Mike Mearls: We’ve actually removed that rule, for precisely the reasons you cite. Some people liked it, but most players felt it slowed things down. Making the game move faster, while still keeping it fun and interesting, is one of our big goals.
Greg Tito: In D&D Next, your starting hit point total is the same as your Constitution score. Why was Constitution made the standard for hit point totals, when a Goblin with a con of 10 has 3 HP? Dissociated mechanics didn’t go well in 4th, why was this change made?
Mike Mearls: Hit points are probably the biggest issue in the game right now. As I mentioned above, we got a lot of feedback on healing and are trying the Hit Die mechanic to solve that. On top of that, we decided to err in the early going on the side of giving out more hit points rather than fewer. At this stage, if characters have it too easy people are at least playing a lot and giving us feedback on the core rules. We already have plans to roll back hit point totals, but we’ll also see how the playtests go before making a final decision.
Chances are, you’ll see hit points and damage both go down, so the game’s overall lethality might not change much but the math is simpler and damage expressions simpler.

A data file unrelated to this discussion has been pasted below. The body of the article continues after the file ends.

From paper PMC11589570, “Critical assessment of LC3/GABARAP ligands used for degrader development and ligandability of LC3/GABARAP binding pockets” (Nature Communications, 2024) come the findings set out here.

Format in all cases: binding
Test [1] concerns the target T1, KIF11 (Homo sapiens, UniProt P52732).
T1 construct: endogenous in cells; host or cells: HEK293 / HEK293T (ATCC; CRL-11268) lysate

Greg Tito: What’s more important for this new iteration: selling more books or protecting the legacy of D&D?
Mike Mearls: Without the legacy of D&D, you can’t sell books. In many ways, it’s an organic process. If the game feels like D&D, preserves what makes RPGs and D&D unique, and does that in a way that people can pick up, I think you end up doing both.
One thing I think we learned over the past 10 years is that adding lots of mechanics to the game is a bad idea over the long run. The game doesn’t really need new spells, new feats, and so on.
Mearls and the rest of the Wizards team have been hard at work to deliver this public playtest of D&D Next to the fans. Now’s the time to download the rules, pthrow some dice with your gaming group and let the designers know what you think.